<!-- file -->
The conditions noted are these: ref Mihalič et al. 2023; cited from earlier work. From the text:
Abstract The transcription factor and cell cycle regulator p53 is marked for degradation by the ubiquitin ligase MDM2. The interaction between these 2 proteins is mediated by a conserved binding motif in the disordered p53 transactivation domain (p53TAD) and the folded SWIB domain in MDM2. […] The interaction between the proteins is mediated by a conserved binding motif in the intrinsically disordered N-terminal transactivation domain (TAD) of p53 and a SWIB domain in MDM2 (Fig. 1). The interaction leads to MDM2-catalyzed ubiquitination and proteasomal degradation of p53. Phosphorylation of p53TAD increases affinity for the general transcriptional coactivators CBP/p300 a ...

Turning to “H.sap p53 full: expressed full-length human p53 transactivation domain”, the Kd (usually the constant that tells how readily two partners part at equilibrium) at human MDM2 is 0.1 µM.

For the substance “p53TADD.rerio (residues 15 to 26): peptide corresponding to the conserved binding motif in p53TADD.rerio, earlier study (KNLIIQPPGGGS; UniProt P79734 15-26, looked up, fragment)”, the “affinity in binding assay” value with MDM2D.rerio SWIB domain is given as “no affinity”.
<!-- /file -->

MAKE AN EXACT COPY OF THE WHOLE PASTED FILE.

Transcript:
The conditions noted are these: ref Mihalič et al. 2023; cited from earlier work. From the text:
Abstract The transcription factor and cell cycle regulator p53 is marked for degradation by the ubiquitin ligase MDM2. The interaction between these 2 proteins is mediated by a conserved binding motif in the disordered p53 transactivation domain (p53TAD) and the folded SWIB domain in MDM2. […] The interaction between the proteins is mediated by a conserved binding motif in the intrinsically disordered N-terminal transactivation domain (TAD) of p53 and a SWIB domain in MDM2 (Fig. 1). The interaction leads to MDM2-catalyzed ubiquitination and proteasomal degradation of p53. Phosphorylation of p53TAD increases affinity for the general transcriptional coactivators CBP/p300 a ...

Turning to “H.sap p53 full: expressed full-length human p53 transactivation domain”, the Kd (usually the constant that tells how readily two partners part at equilibrium) at human MDM2 is 0.1 µM.

For the substance “p53TADD.rerio (residues 15 to 26): peptide corresponding to the conserved binding motif in p53TADD.rerio, earlier study (KNLIIQPPGGGS; UniProt P79734 15-26, looked up, fragment)”, the “affinity in binding assay” value with MDM2D.rerio SWIB domain is given as “no affinity”.